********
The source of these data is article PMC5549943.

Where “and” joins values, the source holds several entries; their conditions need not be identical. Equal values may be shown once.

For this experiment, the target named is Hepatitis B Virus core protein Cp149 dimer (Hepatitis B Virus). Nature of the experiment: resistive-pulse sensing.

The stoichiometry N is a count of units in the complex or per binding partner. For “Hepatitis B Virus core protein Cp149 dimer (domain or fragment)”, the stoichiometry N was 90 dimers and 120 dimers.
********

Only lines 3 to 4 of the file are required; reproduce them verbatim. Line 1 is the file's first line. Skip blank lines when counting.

For this experiment, the target named is Hepatitis B Virus core protein Cp149 dimer (Hepatitis B Virus). Nature of the experiment: resistive-pulse sensing.

The stoichiometry N is a count of units in the complex or per binding partner. For “Hepatitis B Virus core protein Cp149 dimer (domain or fragment)”, the stoichiometry N was 90 dimers and 120 dimers.